Diffuse alveolar hemorrhage - Goodpasture syndrome

Case contributed by Jeffrey Lai
Diagnosis almost certain



Patient Data

Age: 19
Gender: Female

The tip of the CVC is projecting over the SVC. Minor hazy airspace opacification in the right mid and lower zones. The pleural space are clear. Cardiomediastinal contours are normal.

Non contrast scans were performed due to impaired renal function.

There is diffuse patchy ground-glass opacity within both lungs predominately within the upper lobes and apical lower lobes with relative sparing of the bases. Compared with the prior examination from a month ago this has improved within the right lung but is more confluent within the left lung, with infiltrates seen both centrally and peripherally. No interlobular septal thickening or nodules. The airways are normal. Pleural spaces are clear.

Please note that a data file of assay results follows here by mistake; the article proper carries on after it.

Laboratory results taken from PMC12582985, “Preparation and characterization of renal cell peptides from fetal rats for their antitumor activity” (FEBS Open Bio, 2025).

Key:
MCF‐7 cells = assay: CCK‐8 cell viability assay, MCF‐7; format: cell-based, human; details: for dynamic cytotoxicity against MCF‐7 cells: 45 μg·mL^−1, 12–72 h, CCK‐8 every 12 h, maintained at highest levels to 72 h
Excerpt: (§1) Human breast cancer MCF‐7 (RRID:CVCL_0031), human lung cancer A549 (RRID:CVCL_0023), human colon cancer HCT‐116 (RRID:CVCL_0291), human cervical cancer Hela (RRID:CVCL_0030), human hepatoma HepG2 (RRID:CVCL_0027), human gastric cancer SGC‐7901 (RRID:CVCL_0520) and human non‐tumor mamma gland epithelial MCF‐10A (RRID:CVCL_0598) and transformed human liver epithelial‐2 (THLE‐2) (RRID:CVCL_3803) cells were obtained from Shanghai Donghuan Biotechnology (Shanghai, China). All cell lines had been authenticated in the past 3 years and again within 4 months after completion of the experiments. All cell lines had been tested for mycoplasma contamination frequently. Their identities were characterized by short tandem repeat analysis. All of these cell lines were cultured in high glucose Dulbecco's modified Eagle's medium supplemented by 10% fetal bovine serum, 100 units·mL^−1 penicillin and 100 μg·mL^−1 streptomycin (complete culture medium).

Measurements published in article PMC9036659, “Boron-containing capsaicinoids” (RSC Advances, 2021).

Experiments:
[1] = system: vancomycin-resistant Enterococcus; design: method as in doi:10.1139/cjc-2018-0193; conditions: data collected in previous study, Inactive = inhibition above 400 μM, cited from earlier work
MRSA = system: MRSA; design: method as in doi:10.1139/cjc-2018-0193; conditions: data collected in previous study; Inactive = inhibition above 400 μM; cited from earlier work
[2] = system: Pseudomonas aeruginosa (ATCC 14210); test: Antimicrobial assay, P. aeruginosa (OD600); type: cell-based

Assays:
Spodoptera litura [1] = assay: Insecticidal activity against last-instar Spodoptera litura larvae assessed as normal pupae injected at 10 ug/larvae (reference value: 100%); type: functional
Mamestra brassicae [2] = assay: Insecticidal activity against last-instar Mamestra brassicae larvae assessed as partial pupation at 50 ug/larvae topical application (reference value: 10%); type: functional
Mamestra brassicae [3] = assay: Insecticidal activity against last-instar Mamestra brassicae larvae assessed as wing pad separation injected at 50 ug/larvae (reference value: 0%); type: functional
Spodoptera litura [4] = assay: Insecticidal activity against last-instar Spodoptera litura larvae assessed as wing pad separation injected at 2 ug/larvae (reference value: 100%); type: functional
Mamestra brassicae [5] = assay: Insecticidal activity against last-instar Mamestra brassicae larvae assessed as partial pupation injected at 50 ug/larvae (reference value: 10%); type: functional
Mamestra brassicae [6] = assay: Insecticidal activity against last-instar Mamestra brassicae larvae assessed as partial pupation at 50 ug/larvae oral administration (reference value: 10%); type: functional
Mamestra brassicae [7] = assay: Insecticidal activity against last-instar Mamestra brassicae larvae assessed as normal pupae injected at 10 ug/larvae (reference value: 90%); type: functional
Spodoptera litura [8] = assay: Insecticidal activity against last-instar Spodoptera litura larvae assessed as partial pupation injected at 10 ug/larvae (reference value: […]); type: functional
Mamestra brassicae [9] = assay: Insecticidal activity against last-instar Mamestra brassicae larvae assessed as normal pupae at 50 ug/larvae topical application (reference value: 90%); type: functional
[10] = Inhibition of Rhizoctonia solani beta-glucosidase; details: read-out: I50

No pericardial effusion. No thoracic lymphadenopathy. No suspicious osseous lesions.

Conclusion: Diffuse alveolar infiltrates predominately within the upper lobes and apical lower lobes appear more confluent on the left and improved on the right compared with one month ago. Given the patient's history of Goodpasture syndrome, appearances are in keeping with pulmonary hemorrhage.

Case Discussion

This patient has had confirmed diagnosis of Goodpasture syndrome, which is a disease related to anti-GBM autoantibodies causing pulmonary hemorrhage and glomerulonephritis.

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